May 2011
The Council of Independent Colleges
Engaging Evidence: Using Data to Strengthen Student Learning in Independent Colleges and Universities
Project Leaders: Richard Ekman

 

$220,000 over 16 months to create a network of independent colleges and universities systemically trained with the knowledge they need to more fully use their assessment data to improve student learning. Forty institutions will be selected - who have campus projects with clear foci and implications for the use of assessment data across the campus - to participate in a two-day workshop (two workshops will be held, with 20 institutions at each workshop) and involve presentations with leading experts, campus leaders sharing information about successful projects, and small group work. After the workshop, the Council of Independent Colleges staff will maintain ongoing contact with the teams for approximately one year to monitor their progress. In addition, participants will continue to interact through an online community and through campus visits.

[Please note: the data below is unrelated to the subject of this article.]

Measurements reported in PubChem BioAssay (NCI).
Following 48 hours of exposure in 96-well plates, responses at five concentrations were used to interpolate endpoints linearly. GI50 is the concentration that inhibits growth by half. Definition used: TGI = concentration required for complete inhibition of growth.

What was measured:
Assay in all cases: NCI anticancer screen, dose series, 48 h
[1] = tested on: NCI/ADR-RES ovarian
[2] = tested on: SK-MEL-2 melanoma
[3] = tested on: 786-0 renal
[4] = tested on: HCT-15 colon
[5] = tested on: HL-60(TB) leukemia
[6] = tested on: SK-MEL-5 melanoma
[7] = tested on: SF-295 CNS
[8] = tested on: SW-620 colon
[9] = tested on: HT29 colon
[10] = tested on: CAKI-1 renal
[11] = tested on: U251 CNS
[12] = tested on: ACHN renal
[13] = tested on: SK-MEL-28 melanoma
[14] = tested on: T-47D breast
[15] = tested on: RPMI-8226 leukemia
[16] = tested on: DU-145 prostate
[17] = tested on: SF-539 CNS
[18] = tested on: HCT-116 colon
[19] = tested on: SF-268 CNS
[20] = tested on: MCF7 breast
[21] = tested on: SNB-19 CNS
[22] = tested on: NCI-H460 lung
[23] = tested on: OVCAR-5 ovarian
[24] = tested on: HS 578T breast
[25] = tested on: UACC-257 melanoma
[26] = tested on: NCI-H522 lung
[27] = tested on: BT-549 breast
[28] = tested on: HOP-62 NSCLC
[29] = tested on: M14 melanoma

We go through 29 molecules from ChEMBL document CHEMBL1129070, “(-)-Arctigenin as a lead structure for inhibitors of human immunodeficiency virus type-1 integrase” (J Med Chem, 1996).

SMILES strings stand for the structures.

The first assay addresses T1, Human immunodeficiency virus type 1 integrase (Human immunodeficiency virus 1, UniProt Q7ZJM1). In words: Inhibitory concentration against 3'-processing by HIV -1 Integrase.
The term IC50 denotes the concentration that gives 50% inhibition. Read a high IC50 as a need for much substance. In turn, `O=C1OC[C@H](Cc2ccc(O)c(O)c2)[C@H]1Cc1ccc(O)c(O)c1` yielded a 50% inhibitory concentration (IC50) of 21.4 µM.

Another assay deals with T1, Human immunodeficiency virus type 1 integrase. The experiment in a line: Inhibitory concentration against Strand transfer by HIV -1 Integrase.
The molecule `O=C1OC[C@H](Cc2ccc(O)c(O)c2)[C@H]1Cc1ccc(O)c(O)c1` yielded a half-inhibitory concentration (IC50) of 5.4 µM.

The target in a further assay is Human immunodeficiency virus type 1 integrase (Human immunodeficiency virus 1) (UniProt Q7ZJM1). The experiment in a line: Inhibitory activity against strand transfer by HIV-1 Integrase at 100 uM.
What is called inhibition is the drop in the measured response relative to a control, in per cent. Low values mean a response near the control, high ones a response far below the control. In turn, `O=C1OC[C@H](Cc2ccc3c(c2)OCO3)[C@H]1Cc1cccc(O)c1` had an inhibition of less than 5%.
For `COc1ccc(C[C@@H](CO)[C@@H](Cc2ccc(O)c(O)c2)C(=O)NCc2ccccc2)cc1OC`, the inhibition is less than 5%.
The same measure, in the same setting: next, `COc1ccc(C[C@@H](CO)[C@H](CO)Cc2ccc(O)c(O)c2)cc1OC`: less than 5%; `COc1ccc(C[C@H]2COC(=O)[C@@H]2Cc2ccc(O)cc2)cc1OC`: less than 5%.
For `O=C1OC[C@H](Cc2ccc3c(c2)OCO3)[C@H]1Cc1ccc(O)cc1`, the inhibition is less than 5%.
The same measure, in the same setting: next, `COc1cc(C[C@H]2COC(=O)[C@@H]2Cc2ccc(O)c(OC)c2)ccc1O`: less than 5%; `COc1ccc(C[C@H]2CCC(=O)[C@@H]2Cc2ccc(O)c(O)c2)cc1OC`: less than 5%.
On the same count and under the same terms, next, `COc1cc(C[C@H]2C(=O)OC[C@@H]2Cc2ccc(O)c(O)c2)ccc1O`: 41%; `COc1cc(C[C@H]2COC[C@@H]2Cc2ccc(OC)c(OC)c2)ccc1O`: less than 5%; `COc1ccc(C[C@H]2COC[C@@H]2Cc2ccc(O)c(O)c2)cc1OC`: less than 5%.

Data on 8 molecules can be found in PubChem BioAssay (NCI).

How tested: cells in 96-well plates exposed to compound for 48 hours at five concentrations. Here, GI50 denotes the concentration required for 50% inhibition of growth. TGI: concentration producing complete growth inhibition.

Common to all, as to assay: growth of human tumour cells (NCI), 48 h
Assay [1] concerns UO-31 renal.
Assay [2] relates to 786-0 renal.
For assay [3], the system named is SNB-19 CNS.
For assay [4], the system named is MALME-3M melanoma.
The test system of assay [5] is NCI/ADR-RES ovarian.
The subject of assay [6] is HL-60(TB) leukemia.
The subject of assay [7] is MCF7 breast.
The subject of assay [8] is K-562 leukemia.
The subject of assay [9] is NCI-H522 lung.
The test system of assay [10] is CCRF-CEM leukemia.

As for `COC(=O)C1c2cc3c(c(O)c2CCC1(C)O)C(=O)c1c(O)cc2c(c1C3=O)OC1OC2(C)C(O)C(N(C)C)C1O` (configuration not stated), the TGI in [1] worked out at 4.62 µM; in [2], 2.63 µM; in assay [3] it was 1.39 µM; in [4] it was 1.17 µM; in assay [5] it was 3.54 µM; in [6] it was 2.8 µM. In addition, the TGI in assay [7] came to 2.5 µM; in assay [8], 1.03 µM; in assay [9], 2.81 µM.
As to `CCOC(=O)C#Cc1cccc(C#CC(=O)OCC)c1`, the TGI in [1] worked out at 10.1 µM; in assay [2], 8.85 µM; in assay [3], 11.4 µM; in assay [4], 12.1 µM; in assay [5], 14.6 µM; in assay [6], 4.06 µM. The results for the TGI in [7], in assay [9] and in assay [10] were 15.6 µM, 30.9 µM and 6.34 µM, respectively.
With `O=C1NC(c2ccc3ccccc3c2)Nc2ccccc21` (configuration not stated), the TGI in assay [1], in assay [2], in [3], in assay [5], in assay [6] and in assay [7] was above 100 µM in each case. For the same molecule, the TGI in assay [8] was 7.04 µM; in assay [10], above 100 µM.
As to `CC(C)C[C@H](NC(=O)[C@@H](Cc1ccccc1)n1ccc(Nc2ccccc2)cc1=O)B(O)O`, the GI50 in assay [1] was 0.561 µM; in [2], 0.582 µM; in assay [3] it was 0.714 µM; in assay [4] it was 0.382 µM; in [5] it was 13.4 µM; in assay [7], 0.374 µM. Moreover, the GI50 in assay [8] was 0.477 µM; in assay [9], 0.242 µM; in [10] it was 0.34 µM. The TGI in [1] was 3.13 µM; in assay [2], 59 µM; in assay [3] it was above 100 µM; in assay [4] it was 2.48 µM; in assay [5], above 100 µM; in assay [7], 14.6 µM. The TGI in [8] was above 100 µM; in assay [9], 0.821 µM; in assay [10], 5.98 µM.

Gettysburg College, Union College, and Washington and Lee University
Engaging Evidence: Improving Student Learning (planning grant)
Project Leaders: Therese A. McCarty (Union), John E. Ryan (Gettysburg), and Marc Conner (Washington and Lee)